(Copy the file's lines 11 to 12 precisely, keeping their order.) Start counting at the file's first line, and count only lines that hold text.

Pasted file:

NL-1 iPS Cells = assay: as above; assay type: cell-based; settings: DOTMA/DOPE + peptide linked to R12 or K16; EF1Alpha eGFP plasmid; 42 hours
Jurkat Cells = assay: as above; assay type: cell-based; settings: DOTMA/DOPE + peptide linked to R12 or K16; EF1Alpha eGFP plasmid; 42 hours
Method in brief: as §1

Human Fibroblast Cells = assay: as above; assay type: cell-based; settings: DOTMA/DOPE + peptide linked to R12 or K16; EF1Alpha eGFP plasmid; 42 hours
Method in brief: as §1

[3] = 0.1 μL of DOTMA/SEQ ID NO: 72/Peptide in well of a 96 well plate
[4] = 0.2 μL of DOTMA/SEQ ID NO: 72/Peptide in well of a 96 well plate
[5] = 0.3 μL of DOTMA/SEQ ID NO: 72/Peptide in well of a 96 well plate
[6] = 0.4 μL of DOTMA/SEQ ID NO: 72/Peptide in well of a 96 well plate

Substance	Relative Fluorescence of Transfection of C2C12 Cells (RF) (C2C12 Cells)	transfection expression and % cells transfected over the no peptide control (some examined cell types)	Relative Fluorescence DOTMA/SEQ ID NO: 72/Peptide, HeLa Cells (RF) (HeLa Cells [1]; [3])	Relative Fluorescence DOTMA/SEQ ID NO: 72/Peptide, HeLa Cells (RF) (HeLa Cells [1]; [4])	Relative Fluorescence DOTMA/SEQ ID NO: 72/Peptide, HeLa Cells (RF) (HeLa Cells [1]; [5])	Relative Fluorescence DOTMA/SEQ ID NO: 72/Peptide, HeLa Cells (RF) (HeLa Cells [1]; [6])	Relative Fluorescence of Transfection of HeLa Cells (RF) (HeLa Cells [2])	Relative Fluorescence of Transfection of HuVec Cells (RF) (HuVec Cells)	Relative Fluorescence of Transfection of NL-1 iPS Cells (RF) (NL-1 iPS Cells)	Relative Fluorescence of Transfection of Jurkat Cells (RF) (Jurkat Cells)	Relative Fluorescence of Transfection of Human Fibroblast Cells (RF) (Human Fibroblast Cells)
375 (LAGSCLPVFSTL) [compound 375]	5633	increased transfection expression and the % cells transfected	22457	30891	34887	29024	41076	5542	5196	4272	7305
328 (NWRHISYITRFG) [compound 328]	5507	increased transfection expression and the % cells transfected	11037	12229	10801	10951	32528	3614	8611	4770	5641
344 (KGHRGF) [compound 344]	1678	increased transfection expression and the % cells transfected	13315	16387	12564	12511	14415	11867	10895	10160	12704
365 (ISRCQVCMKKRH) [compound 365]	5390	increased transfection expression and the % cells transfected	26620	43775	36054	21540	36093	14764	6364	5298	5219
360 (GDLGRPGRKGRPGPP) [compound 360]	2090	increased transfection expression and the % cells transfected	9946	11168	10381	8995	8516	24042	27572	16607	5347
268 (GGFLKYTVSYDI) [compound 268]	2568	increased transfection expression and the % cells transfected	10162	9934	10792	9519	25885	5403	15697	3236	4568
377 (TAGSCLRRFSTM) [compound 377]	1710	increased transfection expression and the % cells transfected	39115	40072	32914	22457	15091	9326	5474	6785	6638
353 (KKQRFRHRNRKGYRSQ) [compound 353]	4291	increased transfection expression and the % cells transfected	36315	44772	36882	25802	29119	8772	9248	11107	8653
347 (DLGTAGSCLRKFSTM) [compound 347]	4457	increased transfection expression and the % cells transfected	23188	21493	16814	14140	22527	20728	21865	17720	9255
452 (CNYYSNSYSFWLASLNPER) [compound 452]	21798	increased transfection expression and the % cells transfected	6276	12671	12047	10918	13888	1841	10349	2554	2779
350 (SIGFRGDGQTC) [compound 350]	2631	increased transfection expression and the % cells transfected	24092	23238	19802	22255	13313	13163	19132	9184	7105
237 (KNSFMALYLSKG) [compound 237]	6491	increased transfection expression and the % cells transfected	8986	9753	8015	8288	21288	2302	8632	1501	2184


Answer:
375 (LAGSCLPVFSTL) [compound 375]	5633	increased transfection expression and the % cells transfected	22457	30891	34887	29024	41076	5542	5196	4272	7305
328 (NWRHISYITRFG) [compound 328]	5507	increased transfection expression and the % cells transfected	11037	12229	10801	10951	32528	3614	8611	4770	5641